A rebounder is a small trampoline with a typical diameter of 3 feet. Not only is it enjoyable and convenient, but it is effective for weight loss too. And there are other benefits like detoxification, improved metabolism and muscle toning.
How much weight you’re aiming to lose and how fast are the key factors dictating which rebounding workout is most effective for you. In any case, you should rebound on bare feet to avoid slipping. You can combine rebounding with other exercises, like weight-lifting, biking and walking.
In terms of weight loss, how much weight you actually eliminate with rebounding depends primarily on two factors: how frequently you do it and for how long you do it each time. And the more intense your sessions are, the more weight you will lose and the quicker too.
Basics of Rebounding
You can rebound at different intensities, like gently bouncing on the rebounder or by jogging hard in in place or jumping higher off the mat. For substantial weight loss though, do more strenuous rebound routines. Gentle bounces are a great way to warm up, then start bouncing higher and higher off the mat while exerting more and more effort. Do this alternately with some jogging and running in place. If you are just starting, do it just a few minutes at a time. Slowly extend your rebounding workout to about 30 minutes or even longer. Cool down as you approach the end by reverting back to slower, less active bouncing.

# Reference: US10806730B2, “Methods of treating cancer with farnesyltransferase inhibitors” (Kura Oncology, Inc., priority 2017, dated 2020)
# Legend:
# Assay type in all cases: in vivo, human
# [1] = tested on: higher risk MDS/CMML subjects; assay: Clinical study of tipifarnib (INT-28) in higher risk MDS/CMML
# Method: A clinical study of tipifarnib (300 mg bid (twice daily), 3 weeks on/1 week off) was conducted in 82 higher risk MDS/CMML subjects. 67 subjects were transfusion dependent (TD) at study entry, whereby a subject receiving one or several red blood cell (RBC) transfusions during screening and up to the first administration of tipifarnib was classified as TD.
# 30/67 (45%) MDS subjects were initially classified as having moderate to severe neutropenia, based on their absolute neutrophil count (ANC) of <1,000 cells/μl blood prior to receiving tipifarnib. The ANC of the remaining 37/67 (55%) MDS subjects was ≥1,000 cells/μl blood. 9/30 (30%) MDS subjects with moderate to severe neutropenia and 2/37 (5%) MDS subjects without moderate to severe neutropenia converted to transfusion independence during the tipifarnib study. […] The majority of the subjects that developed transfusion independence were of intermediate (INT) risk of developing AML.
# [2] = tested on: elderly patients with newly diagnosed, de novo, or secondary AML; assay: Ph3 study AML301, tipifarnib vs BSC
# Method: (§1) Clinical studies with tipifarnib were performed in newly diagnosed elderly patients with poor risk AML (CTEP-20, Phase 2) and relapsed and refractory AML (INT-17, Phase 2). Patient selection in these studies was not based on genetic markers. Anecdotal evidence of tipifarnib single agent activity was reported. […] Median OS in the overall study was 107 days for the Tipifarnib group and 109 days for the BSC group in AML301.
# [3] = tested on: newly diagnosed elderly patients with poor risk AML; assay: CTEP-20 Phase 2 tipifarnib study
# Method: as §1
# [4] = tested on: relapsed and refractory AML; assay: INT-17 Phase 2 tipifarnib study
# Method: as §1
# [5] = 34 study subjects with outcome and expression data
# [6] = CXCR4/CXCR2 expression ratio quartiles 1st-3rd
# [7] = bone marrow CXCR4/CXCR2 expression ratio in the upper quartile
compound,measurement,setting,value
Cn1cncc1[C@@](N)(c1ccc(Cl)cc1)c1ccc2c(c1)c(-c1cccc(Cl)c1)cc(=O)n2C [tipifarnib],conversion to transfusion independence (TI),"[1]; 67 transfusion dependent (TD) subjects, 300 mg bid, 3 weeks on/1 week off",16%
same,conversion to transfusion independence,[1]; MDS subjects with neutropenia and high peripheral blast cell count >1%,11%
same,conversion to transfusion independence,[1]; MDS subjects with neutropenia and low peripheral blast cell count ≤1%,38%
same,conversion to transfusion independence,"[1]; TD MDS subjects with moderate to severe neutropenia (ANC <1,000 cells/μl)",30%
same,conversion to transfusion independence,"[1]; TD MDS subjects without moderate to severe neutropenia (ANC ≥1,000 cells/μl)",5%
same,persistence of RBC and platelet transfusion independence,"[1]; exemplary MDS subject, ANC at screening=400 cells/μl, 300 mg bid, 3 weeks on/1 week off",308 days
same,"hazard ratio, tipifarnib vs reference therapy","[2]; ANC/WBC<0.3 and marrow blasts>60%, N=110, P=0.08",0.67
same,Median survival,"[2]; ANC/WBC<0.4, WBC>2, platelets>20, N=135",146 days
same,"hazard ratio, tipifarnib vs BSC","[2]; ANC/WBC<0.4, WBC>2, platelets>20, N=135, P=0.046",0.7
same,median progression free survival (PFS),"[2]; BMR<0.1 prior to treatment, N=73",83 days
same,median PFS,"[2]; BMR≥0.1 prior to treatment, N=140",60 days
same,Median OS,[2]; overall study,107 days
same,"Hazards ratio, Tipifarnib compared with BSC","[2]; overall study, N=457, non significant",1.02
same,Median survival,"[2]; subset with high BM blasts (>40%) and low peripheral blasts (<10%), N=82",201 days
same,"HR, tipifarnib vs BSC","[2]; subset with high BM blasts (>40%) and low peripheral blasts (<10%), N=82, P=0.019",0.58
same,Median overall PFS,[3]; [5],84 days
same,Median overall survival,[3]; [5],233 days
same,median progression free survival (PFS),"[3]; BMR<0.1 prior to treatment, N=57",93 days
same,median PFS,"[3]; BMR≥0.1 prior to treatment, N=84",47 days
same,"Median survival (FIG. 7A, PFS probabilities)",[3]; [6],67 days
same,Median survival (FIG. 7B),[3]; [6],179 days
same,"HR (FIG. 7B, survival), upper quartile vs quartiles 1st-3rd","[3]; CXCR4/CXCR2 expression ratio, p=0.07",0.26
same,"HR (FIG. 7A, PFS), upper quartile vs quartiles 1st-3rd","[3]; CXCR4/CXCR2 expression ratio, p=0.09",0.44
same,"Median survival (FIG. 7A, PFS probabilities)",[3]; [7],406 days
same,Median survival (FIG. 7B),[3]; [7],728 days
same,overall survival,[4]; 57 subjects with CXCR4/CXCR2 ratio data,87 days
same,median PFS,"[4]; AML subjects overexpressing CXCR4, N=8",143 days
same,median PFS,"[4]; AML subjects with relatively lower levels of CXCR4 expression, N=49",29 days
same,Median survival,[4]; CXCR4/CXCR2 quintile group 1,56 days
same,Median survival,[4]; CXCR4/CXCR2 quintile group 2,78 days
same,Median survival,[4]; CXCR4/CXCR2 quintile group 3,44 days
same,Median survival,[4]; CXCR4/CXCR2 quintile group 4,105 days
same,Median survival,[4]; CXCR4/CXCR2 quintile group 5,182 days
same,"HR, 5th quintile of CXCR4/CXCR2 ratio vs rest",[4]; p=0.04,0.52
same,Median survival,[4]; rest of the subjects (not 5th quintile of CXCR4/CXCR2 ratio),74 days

For variety in your rebounding workouts, throw in some movements – for example, jumping jacks. Move as quickly as possible for more weight loss. However, be sure that your rebounder is large enough before beginning those jumping jacks. Just keep in mind that the more strenuous your movements are, the more effective they are for weight loss.
Rebounders are not restricted to exercises you perform in an upright position. For effective full-body exercise that work on your back, legs and abdominals, sit on your rebounder with your feet on the floor underneath it. Lean back slightly and pull your feet up slowly with your arms opened wide. Then bounce up and down, finding balance with the use of your arms. Once you’ve perfect this exercise, try it with your legs extended up and out. You will know if you’re doing it right if your legs and torso are creating a “V.”
Lastly, before you start though, check with your doctor to be sure that you can keep up with the physical demands of these routines. Rebounding is healthy in general, but if you have certain medical conditions, it might do you more harm than good.